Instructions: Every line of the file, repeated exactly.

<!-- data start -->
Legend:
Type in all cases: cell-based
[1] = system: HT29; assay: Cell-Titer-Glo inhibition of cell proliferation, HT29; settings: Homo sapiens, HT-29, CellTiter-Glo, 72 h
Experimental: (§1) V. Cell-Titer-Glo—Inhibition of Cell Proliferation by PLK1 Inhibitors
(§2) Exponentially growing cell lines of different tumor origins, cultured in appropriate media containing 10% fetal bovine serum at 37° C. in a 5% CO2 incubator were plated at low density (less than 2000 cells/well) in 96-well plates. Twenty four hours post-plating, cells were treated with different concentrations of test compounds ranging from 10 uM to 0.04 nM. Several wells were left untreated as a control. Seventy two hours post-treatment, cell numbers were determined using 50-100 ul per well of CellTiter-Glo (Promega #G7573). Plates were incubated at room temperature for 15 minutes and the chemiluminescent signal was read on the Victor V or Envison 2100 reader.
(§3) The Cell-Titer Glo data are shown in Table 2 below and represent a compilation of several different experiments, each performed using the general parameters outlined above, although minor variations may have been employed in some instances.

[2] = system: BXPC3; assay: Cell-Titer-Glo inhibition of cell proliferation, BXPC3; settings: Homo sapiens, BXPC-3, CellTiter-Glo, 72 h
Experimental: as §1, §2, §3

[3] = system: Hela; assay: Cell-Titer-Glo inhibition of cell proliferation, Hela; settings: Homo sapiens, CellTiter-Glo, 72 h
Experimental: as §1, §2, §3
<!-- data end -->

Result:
Legend:
Type in all cases: cell-based
[1] = system: HT29; assay: Cell-Titer-Glo inhibition of cell proliferation, HT29; settings: Homo sapiens, HT-29, CellTiter-Glo, 72 h
Experimental: (§1) V. Cell-Titer-Glo—Inhibition of Cell Proliferation by PLK1 Inhibitors
(§2) Exponentially growing cell lines of different tumor origins, cultured in appropriate media containing 10% fetal bovine serum at 37° C. in a 5% CO2 incubator were plated at low density (less than 2000 cells/well) in 96-well plates. Twenty four hours post-plating, cells were treated with different concentrations of test compounds ranging from 10 uM to 0.04 nM. Several wells were left untreated as a control. Seventy two hours post-treatment, cell numbers were determined using 50-100 ul per well of CellTiter-Glo (Promega #G7573). Plates were incubated at room temperature for 15 minutes and the chemiluminescent signal was read on the Victor V or Envison 2100 reader.
(§3) The Cell-Titer Glo data are shown in Table 2 below and represent a compilation of several different experiments, each performed using the general parameters outlined above, although minor variations may have been employed in some instances.

[2] = system: BXPC3; assay: Cell-Titer-Glo inhibition of cell proliferation, BXPC3; settings: Homo sapiens, BXPC-3, CellTiter-Glo, 72 h
Experimental: as §1, §2, §3

[3] = system: Hela; assay: Cell-Titer-Glo inhibition of cell proliferation, Hela; settings: Homo sapiens, CellTiter-Glo, 72 h
Experimental: as §1, §2, §3